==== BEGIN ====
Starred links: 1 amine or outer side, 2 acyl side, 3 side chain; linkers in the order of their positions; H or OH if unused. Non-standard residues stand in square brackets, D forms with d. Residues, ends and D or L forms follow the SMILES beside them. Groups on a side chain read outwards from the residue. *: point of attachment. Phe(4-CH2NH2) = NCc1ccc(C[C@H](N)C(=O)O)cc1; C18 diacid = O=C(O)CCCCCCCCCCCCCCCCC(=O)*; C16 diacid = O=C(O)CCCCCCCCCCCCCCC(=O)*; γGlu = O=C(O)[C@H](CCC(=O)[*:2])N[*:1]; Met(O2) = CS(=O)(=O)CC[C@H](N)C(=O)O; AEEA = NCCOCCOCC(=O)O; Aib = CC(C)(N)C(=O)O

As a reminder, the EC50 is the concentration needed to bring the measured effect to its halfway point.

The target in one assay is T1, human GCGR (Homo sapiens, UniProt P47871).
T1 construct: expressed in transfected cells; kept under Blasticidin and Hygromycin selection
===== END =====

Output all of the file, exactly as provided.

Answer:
Starred links: 1 amine or outer side, 2 acyl side, 3 side chain; linkers in the order of their positions; H or OH if unused. Non-standard residues stand in square brackets, D forms with d. Residues, ends and D or L forms follow the SMILES beside them. Groups on a side chain read outwards from the residue. *: point of attachment. Phe(4-CH2NH2) = NCc1ccc(C[C@H](N)C(=O)O)cc1; C18 diacid = O=C(O)CCCCCCCCCCCCCCCCC(=O)*; C16 diacid = O=C(O)CCCCCCCCCCCCCCC(=O)*; γGlu = O=C(O)[C@H](CCC(=O)[*:2])N[*:1]; Met(O2) = CS(=O)(=O)CC[C@H](N)C(=O)O; AEEA = NCCOCCOCC(=O)O; Aib = CC(C)(N)C(=O)O

As a reminder, the EC50 is the concentration needed to bring the measured effect to its halfway point.

The target in one assay is T1, human GCGR (Homo sapiens, UniProt P47871).
T1 construct: expressed in transfected cells; kept under Blasticidin and Hygromycin selection